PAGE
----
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My child sets me up to say “NO”

August 15, 2017

WHY oh WHY does your child ask questions that they absolutely know will be answered with a big fat “NO.”

“Mom, can I ride my bike to the gas station so I can get a candy bar?” (Your child is 8 and it’s across a busy highway).

“Dad, can you bring me to the library right now?” (It’s 9pm and you are already in your PJs).

“Mom can we have grilled cheese for dinner?” (After you’ve just announced you are out of bread).

Why does your child seem to delight in causing a fight?  In asking an impossible question and then blowing up over your “no”?

Why does my child set me up to say -NO---Disorganized attachment.

80% of children with a history of trauma, abuse, or neglect meet criteria for disorganized attachment.  So it’s likely that your child has pockets of disorganized attachment.

This means that when your child was first experiencing relationship, their need for attachment and connection was paired with terror and fear.

That the very person who they were supposed to turn to when feeling afraid was the person actually causing the fear.

I explain disorganized attachment much more thoroughly in my blog article “The Tragedy of Disorganized Attachment” as well as the webinar “Untangling Disorganized Attachment.”

Disorganized attachment is one of the reasons your child is setting you up to say “no.”

Your child has learned that when they go to an attachment figure with a need, they are met with rejection.  These earlier experiences have laid the foundation for all future relationship, especially their relationship with you.  Humans are both always driven toward healing and yet always driven to do more of the same.  Your child is unconsciously and not purposefully recreating the pattern of disorganized attachment.  I have a need.  You reject me.

So, what can you do about it?

The best thing you can do that will impact long-term healing and not just short-term behavior change is to surprise your child’s nervous system whenever possible.  Your child is expecting a no??  Find a way to say yes.  Your child is expecting a rejection? Find a way to bring them closer.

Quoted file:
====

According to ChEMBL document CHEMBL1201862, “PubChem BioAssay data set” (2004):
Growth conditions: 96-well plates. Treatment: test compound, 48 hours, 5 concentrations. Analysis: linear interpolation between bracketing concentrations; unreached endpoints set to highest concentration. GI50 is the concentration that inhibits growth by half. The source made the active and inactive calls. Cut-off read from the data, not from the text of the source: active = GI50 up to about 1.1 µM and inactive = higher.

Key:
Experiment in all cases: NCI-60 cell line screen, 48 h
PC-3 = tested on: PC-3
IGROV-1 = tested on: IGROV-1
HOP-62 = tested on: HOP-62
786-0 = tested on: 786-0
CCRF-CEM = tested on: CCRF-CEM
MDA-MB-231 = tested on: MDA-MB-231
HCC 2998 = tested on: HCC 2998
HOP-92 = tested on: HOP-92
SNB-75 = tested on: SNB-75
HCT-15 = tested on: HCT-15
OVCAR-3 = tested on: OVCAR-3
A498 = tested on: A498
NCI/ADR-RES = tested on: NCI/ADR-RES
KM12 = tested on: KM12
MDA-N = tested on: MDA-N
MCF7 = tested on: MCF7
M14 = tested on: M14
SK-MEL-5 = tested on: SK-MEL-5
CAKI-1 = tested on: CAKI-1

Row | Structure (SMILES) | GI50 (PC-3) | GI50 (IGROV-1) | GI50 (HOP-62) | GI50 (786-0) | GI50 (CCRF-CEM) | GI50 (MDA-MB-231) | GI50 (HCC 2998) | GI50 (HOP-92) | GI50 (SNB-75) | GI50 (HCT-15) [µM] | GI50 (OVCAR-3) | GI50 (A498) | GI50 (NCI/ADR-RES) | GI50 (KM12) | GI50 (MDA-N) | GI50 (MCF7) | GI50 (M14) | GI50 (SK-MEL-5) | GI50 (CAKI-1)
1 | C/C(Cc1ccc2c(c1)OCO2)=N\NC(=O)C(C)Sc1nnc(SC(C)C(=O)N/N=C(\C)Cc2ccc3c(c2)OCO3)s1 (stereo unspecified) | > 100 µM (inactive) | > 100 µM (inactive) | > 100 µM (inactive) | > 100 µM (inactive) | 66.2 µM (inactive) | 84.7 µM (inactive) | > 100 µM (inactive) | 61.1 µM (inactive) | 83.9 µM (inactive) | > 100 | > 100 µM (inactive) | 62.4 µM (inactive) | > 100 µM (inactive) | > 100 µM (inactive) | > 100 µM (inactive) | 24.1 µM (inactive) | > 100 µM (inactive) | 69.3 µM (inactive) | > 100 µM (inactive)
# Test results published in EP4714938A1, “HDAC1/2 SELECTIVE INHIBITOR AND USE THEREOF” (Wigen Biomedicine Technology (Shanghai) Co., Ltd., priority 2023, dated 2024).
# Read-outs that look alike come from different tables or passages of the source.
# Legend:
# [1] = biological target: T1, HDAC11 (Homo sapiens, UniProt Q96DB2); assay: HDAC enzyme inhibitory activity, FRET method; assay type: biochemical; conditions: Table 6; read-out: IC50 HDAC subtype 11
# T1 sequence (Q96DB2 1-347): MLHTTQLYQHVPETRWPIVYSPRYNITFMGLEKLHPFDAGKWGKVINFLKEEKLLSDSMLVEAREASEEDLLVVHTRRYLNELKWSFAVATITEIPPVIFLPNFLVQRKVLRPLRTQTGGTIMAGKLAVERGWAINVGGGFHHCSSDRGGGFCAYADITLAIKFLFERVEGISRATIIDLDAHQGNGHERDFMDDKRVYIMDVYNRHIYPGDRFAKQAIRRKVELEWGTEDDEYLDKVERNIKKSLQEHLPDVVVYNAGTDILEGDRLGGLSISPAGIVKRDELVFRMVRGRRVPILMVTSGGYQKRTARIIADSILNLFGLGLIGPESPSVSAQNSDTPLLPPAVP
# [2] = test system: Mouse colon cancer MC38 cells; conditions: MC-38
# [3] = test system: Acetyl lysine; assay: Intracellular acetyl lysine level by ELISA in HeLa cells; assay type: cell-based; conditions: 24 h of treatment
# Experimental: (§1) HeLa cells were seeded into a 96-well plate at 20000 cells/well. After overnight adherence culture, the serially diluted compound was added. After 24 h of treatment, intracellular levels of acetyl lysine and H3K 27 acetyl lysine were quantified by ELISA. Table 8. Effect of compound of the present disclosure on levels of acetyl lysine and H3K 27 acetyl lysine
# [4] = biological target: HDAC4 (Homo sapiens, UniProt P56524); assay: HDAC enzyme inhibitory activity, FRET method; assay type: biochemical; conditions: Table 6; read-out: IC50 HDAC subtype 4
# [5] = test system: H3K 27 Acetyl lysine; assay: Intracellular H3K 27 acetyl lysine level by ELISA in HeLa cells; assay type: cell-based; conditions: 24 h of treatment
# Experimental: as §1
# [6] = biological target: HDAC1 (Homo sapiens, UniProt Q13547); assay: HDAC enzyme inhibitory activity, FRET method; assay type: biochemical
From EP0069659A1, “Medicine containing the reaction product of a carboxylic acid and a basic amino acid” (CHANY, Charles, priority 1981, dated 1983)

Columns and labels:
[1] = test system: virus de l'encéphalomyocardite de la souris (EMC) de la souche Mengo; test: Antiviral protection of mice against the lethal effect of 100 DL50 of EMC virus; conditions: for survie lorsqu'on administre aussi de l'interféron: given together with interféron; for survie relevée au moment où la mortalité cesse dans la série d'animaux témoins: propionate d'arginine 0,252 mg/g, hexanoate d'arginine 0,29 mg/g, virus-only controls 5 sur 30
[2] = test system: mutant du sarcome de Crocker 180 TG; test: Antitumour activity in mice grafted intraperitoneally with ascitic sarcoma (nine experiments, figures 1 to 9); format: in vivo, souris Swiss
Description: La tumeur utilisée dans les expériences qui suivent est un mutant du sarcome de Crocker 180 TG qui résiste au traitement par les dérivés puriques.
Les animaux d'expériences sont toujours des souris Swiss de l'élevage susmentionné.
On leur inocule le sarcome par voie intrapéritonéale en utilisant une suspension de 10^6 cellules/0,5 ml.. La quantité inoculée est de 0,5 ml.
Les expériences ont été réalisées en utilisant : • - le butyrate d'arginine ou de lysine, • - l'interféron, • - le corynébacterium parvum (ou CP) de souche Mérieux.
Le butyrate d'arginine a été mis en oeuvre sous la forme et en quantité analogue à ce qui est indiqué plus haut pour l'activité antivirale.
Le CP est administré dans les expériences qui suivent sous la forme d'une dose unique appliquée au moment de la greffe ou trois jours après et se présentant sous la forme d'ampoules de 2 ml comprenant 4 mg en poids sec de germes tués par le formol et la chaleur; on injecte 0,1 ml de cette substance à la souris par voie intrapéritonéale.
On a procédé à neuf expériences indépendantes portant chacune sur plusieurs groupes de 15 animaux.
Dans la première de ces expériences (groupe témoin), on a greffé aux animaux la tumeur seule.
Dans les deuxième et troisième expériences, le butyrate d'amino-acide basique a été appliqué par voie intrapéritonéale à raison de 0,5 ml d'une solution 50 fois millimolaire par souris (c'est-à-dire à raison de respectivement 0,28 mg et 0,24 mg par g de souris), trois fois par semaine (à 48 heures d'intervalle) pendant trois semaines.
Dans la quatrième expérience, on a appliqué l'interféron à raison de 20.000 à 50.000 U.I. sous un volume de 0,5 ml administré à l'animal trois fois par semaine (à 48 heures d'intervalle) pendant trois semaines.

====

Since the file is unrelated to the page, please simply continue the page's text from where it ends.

Maybe one evening when you are feeling particularly regulated and your child asks you to bring him to the store at 10pm, say yes.  Happily.  Or she asks you to bring her to the library (which is closed).  Say yes.  Drive there, even though you know it’s closed.  Offer to run to the grocery store to get bread for that grilled cheese you’re pretty sure your child doesn’t even really want and only asked for because he knows you are out of bread.  Tell your child they can ride their bike to the convenience store across the busy highway because you’ll go with them.  Say YES when your child expects you to say no.  This surprise in their nervous system will actually lay one brick in repairing the foundation of their belief that attachment figures are rejecting.  Eventually those bricks add up and the foundation becomes stronger and stronger.

Obviously, you can’t do this all the time.  You don’t need to.  But be on the look-out when times your child is expecting a no, is actually setting you up to say no, and you could give a yes (even if it’s ridiculous or inconvenient- as long as it’s not unsafe, give it a whirl).


PS- Don’t forget to check out my upcoming webinar on Wednesday August 16, just in time for back-to-school…A Trauma Informed Approach to Behaviors in the Classroom.

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Robyn Gobbel, LCSW is a child and family therapist in Austin, Texas specializing in adoption, trauma, and attachment counseling. She is the founder of the Central Texas Attachment & Trauma Center.

2 Comments leave one →
  1. Robert Hafetz permalink
    August 15, 2017 7:41 am

    Erroneous attempts to attach can take many forms when trauma in the context of attachment has occurred. This is a limbic process and will not respond to verbal interventions. The child is consciously unaware and will respond to experiential interventions not words. The process I teach to parents is first validate the child’s emotions 1.”Its OK to feel that way” 2. create a secure attachment experience, eye contact touch hug being present. 3. Align with the child. If the child resists you have 3-5 hours to return and create the attachment experience. The child’s brain will modify its attachment anxiety. The process is called memory reconsolidation. The behavior is not the problem its the child’s solution to the problem.

    • August 15, 2017 7:49 am

      Yes Robert!!! My understanding of memory reconsolidation is exactly why it’s a good idea to “surprise” the nervous system. When the child is expecting a no or a rejection, surprise the child’s nervous system with a yes or a welcoming. It’s all experiential. Experiences change the brain- not words!!

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